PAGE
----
The Castle Course - Article courtesy of St Andrews Links Trust
St Andrews Links Trust is creating a seventh 18-hole course to join its portfolio of six courses. It will be a public course, open all year round and is hoped to be ready for play in 2008. David McLay Kidd is designing the course. It is overseen by Project Manager Peter Mason and Links Trust General Manager Alan McGregor.A history of the site
The site of the Castle Course is one that has been intimately connected with St Andrews for many hundreds of years.
Earliest records indicate that the land was part of a hunting ground for Pictish kings who adopted St Andrew as their patron saint in the mid eighth century. At that time the district was called Muckross, from muic meaning a boar and ross, a promontory. From around 1100 AD the land was called the Cursus Apri, or Boar’s Chase. A boar still features as part of the town crest of St Andrews and a nearby village is called Boarhills.
St Andrews town is linked to the site of the golf course by a stretch of coast called Kinkell Braes, which is designated a Site of Special Scientific Interest.
(Kinkell comes from ceann coille, or head of the wood. Brae is a Scottish word for a hillside or steep slope.)
The Braes is an area of wildflowers which has long been a favourite haunt of St Andreans walking along the clifftops and taking in spectacular views of the town and of St Andrews Bay. The Braes are not included in the golf course land, but mark its northern boundary.
Public access to all the clifftop area has of course been maintained.
The site of the course is made up of land purchased from Kinkell Farm and Brownhills Farm.
The focal point of the course will be the headland named Kinkell Ness, or Kinkell Point, which is where the double green that serves holes 9 and 18 is situated and where the clubhouse will be built.
On this headland there was once a fortification known as Kinkell Castle, which included a dovecot. Below the castle, there was a Kinkell Harbour. St Andrews Bay has long been notorious for shipwrecks and the small natural harbour was a welcome sight to many a sailor in distress.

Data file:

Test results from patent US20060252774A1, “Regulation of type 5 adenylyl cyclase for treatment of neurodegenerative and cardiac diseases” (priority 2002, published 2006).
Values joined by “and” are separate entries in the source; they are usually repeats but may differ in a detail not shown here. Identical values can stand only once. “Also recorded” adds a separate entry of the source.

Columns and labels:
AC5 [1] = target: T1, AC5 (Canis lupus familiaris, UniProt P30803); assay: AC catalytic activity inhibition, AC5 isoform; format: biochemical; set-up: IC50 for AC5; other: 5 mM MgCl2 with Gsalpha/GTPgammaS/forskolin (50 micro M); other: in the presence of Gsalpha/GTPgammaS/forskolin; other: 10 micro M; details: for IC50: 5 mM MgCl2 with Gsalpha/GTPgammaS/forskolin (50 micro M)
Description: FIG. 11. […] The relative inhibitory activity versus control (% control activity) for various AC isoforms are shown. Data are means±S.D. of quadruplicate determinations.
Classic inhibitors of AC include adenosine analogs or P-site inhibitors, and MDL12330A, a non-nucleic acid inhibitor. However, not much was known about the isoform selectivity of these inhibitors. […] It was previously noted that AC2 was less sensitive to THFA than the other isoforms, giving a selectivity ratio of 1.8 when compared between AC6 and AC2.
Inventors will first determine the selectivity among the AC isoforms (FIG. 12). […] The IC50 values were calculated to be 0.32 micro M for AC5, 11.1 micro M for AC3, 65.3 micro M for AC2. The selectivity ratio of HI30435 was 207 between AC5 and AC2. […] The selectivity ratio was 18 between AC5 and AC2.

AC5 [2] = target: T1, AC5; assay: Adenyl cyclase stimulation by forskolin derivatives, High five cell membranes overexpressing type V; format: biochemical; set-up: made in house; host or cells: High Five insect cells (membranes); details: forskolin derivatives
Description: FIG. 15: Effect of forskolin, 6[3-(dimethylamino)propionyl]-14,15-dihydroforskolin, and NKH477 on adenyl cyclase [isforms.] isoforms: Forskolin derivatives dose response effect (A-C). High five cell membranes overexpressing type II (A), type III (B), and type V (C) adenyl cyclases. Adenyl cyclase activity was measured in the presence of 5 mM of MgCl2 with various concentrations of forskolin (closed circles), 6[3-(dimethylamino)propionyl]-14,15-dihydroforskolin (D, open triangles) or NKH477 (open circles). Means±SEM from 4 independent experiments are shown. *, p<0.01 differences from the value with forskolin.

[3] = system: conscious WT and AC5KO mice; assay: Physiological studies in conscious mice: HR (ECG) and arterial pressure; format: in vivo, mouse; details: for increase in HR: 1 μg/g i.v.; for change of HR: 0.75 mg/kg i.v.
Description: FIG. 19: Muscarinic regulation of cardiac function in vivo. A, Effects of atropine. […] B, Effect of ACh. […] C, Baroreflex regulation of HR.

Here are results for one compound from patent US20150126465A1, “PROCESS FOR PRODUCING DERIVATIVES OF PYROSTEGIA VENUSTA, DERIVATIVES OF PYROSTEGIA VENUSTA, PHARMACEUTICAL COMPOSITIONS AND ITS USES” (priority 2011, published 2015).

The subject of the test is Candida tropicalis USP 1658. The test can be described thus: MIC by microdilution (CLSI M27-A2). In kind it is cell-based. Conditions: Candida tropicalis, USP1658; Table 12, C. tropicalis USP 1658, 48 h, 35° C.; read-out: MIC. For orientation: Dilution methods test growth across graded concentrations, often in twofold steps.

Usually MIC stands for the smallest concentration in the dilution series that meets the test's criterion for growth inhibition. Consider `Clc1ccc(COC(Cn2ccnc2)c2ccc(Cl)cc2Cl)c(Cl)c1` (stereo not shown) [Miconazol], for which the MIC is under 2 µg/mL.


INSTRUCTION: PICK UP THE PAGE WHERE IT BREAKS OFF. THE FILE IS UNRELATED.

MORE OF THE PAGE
Below the western edge of the course is Maiden Rock, a large isolated formation on the pebble-strewn shore, while the most prominent feature of the rest of the foreshore is an unusual sea-stack called the Rock and Spindle. In former times it was called Spindle Rock, a name which refers to a circular volvanic feature at its base which resembles a spindle, a device that played a part in the weaving industry which was a mainstay of the local economy up to the nineteenth century.
The central part of the golf course was surveyed in 1837 when it was part of an area known as Spinkston.
Other details on the map include names such as Kinkellfield, West Kinkell, Lower Briery Hill, Lower Twentys, Upper Rigs, Longlands, Collier Shod, Middle Shod and Craigendaff – this was also spelt Craigduff in the mid-nineteenth century.
When the land at Kinkell was farmed in the middle part of the last century it was split up into a number of fields, all of which bore a name.
The area where the clubhouse is to be situated was known as Castle Park. The others along the cliff top were called Cove and Craigduff.
Further inland, there was Highland, east and west, and Spindle. Two of the southern fields were named Quarry Park and Milestone, with Centre Park making up the rest of the middle section. This information was kindly supplied to us by Henry Wilson who worked on the land in the 1940s.
The requirement for a seventh public course at St Andrews was first recognised in 1998 and much of the early planning took place as the Millennium unfolded and passed.
The right land was eventually found and purchased in 2002 and then the detailed planning was able to take place – including the selection of David McLay Kidd as the course architect. This period coincided with the four year study period at the University of St Andrews of Prince William, the heir to the throne.
30 April 2007 Respond to this article